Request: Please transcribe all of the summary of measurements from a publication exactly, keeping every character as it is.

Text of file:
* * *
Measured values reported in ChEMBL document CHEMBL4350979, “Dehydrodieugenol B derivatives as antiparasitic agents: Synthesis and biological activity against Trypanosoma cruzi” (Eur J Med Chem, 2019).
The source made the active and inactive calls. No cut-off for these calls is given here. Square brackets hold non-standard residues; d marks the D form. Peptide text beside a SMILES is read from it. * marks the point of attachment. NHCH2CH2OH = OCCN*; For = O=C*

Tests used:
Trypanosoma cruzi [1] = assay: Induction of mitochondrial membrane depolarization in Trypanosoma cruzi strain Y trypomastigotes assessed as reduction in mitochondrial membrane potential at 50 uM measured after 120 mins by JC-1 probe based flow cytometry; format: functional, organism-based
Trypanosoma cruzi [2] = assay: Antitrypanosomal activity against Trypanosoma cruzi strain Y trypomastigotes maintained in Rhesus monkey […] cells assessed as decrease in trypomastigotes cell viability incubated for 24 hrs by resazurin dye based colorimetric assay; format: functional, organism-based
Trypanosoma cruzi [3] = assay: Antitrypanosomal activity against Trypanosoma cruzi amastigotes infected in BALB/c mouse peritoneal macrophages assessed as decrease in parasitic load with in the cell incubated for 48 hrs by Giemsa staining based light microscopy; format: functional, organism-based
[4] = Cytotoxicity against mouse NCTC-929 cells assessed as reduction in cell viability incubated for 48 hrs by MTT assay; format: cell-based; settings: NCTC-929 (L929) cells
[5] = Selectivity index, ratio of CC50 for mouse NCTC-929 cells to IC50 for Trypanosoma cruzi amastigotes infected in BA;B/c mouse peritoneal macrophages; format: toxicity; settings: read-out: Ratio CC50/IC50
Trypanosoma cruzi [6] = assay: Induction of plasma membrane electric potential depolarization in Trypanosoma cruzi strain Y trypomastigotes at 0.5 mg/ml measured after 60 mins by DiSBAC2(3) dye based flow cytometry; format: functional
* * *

Measured values reported in ChEMBL document CHEMBL4350979, “Dehydrodieugenol B derivatives as antiparasitic agents: Synthesis and biological activity against Trypanosoma cruzi” (Eur J Med Chem, 2019).
The source made the active and inactive calls. No cut-off for these calls is given here. Square brackets hold non-standard residues; d marks the D form. Peptide text beside a SMILES is read from it. * marks the point of attachment. NHCH2CH2OH = OCCN*; For = O=C*

Tests used:
Trypanosoma cruzi [1] = assay: Induction of mitochondrial membrane depolarization in Trypanosoma cruzi strain Y trypomastigotes assessed as reduction in mitochondrial membrane potential at 50 uM measured after 120 mins by JC-1 probe based flow cytometry; format: functional, organism-based
Trypanosoma cruzi [2] = assay: Antitrypanosomal activity against Trypanosoma cruzi strain Y trypomastigotes maintained in Rhesus monkey […] cells assessed as decrease in trypomastigotes cell viability incubated for 24 hrs by resazurin dye based colorimetric assay; format: functional, organism-based
Trypanosoma cruzi [3] = assay: Antitrypanosomal activity against Trypanosoma cruzi amastigotes infected in BALB/c mouse peritoneal macrophages assessed as decrease in parasitic load with in the cell incubated for 48 hrs by Giemsa staining based light microscopy; format: functional, organism-based
[4] = Cytotoxicity against mouse NCTC-929 cells assessed as reduction in cell viability incubated for 48 hrs by MTT assay; format: cell-based; settings: NCTC-929 (L929) cells
[5] = Selectivity index, ratio of CC50 for mouse NCTC-929 cells to IC50 for Trypanosoma cruzi amastigotes infected in BA;B/c mouse peritoneal macrophages; format: toxicity; settings: read-out: Ratio CC50/IC50
Trypanosoma cruzi [6] = assay: Induction of plasma membrane electric potential depolarization in Trypanosoma cruzi strain Y trypomastigotes at 0.5 mg/ml measured after 60 mins by DiSBAC2(3) dye based flow cytometry; format: functional